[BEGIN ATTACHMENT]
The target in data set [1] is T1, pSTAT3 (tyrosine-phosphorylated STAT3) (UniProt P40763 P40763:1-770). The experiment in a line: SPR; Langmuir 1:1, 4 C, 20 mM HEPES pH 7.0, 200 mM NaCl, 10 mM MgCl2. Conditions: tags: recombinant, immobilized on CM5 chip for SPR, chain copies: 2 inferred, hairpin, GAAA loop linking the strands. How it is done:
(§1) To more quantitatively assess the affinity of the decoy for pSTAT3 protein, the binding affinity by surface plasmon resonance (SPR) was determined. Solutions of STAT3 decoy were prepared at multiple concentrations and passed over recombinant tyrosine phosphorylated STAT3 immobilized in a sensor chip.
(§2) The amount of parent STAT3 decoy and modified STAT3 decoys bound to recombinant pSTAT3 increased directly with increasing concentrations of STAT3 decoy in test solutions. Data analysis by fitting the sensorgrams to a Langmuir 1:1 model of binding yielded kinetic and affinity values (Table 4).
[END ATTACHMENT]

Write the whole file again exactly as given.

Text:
The target in data set [1] is T1, pSTAT3 (tyrosine-phosphorylated STAT3) (UniProt P40763 P40763:1-770). The experiment in a line: SPR; Langmuir 1:1, 4 C, 20 mM HEPES pH 7.0, 200 mM NaCl, 10 mM MgCl2. Conditions: tags: recombinant, immobilized on CM5 chip for SPR, chain copies: 2 inferred, hairpin, GAAA loop linking the strands. How it is done:
(§1) To more quantitatively assess the affinity of the decoy for pSTAT3 protein, the binding affinity by surface plasmon resonance (SPR) was determined. Solutions of STAT3 decoy were prepared at multiple concentrations and passed over recombinant tyrosine phosphorylated STAT3 immobilized in a sensor chip.
(§2) The amount of parent STAT3 decoy and modified STAT3 decoys bound to recombinant pSTAT3 increased directly with increasing concentrations of STAT3 decoy in test solutions. Data analysis by fitting the sensorgrams to a Langmuir 1:1 model of binding yielded kinetic and affinity values (Table 4).